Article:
Spey Switch rod casting single handed

dustinchromers

Active Member
Chromers et al -
While you're arguments and description (man, the above is classic Chromers!) on the OHS is something I'm saving and keeping in mind, a buddy of mine is suggesting the Echo SR 81010. I watched the Rajeff videos that go with both the OHS an SR. One consistent theme: choices!

I own both rods above. They are very very different. The SR is a short spey and not an overhead rod really unless lined East coast surf style. The OHS is the lighter versatile performer. The SR is a very nice rod. I use mine allot but it is a much heavier stick for heavier work.
 

Buzzy

Active Member
I own both rods above. They are very very different. The SR is a short spey and not an overhead rod really unless lined East coast surf style. The OHS is the lighter versatile performer. The SR is a very nice rod. I use mine allot but it is a much heavier stick for heavier work.
Thanks - this helps me understand the difference. Domo arigato gozaimasu!
 

Matt B

...
WFF Premium
Sorry if I missed in search but didn’t see anything. So I did the real Spey thing many moons ago. It wasn’t for me. Older now, so I thought let’s try switch rod. I think I’m gonna like it. But the question I have is when you want/do your single hand cast where is best to position your casting hand. The grip is 10-11” long. So treat it as a standard 7-7.5” FW grip or position your hand higher towards the top of grip. I have tried it both ways, but for a limited time. I think I almost like treating it as a standard FW grip and be down 3-4” inches, but not sure if that is best, and want to be more efficient and utilize the rods casting properties and not my arm/shoulder as much. Using a 7110 switch with an old school Lamson LS4. Any insights appreciated…Thanks.
I have an old Cabelas 6 wt 11’ switch. It’s actually pretty sweet. Right after I got it (used, kind of an impulse, from here) I took it to AK to catch many many silvers and it worked great. Man I should do that again. Anyway, when I single hand overhead cast it I find my hand down lower but, I have to ask, it hasn’t been mentioned I don’t think, have you 2-hand overhead cast it at all? Just put that lower hand on there and things balance a bit more, pull down slowly and boom.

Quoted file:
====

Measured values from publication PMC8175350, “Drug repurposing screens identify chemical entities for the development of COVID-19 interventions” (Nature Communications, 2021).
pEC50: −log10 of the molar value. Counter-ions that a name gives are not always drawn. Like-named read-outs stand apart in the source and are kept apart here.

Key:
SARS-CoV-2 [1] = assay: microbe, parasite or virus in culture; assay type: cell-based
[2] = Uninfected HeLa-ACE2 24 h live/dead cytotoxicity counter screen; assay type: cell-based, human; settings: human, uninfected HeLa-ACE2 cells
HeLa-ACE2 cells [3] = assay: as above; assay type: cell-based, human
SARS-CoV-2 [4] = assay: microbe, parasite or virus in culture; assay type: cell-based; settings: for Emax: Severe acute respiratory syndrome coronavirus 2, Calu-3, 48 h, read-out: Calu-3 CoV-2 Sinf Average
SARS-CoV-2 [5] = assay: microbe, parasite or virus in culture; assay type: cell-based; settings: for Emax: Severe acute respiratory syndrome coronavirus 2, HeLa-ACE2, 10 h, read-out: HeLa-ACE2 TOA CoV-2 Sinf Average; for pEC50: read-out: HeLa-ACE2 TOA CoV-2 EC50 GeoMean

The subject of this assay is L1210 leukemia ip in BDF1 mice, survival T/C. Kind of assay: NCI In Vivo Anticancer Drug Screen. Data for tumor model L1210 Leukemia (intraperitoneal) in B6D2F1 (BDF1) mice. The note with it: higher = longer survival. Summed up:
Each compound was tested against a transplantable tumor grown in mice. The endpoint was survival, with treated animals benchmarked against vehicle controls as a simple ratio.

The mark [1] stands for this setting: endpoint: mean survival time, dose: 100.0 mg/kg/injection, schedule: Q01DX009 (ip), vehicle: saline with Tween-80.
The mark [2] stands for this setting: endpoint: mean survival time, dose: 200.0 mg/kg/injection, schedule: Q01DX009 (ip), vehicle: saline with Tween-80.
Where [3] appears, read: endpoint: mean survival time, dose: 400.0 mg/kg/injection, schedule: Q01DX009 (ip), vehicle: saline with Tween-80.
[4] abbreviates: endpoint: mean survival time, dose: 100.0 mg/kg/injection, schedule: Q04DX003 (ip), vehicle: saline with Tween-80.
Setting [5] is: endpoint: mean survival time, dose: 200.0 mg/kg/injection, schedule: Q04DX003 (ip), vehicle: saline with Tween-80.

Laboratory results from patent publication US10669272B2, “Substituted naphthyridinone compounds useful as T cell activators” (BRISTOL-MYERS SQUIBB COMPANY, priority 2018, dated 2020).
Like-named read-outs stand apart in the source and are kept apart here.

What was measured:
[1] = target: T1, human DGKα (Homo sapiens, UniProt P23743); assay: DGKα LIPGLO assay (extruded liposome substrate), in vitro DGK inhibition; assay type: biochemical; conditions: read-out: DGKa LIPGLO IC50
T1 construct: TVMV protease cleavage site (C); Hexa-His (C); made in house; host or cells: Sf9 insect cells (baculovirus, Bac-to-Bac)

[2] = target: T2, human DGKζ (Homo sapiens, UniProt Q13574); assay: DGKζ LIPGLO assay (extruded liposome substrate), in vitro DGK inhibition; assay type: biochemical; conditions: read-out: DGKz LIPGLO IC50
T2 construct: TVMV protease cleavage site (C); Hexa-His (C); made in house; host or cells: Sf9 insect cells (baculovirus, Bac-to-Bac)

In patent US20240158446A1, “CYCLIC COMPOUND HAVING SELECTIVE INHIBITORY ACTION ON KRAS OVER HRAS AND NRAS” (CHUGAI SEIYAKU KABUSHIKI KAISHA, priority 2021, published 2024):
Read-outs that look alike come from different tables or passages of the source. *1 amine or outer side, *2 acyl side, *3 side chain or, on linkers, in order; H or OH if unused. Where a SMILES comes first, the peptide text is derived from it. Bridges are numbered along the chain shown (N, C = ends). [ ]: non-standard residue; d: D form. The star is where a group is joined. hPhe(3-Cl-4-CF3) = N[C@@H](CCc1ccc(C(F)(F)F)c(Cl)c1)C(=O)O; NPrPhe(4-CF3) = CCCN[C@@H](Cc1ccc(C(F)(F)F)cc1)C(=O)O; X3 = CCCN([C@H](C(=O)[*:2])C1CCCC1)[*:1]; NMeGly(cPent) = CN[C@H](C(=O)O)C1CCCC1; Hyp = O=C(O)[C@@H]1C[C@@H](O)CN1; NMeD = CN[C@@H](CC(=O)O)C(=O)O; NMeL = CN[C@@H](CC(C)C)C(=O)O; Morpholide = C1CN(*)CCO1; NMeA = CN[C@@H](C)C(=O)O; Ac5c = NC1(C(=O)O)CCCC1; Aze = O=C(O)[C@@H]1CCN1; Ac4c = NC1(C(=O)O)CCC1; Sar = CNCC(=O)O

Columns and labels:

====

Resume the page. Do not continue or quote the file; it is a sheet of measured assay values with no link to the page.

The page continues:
bconrad

Active Member
Actually it is not that bad at all. I’m talking about just a few single handed casts per session. 97.5% is done two handed. Definitely something I would not want to do all the time. I was just curious for those of you who do… where is your casting hand placement on the cork. That was all…
Fair enough, the times I have tried I found that the higher on the cork I went, the easier it was. Reducing the length of lever seemed to help somewhat. I think I was usually right up near the top taper.
 

FlyFinaticLou

FlyFinaticLou
Fair enough, the times I have tried I found that the higher on the cork I went, the easier it was. Reducing the length of lever seemed to help somewhat. I think I was usually right up near the top taper.
Yes Sir . . . that is what should be expected -- not only have you "shortened" the rod, but you've added weight to "the other end" making it Easier to pivot at the "pivot point"/ Your casting hand.
 

O' Clarkii Stomias

Active Member
Chiming in late here. Been casting my 4114 burkie a bit as of late with a Rio 8 weight single hand spey (300 grain) FHI. Find my hand in the middle of the cork when single handing it, both spey an overhead. I really like the smoothness of the line, not clunky like a Skagit or a rage, but will throw a decent size fly.
 

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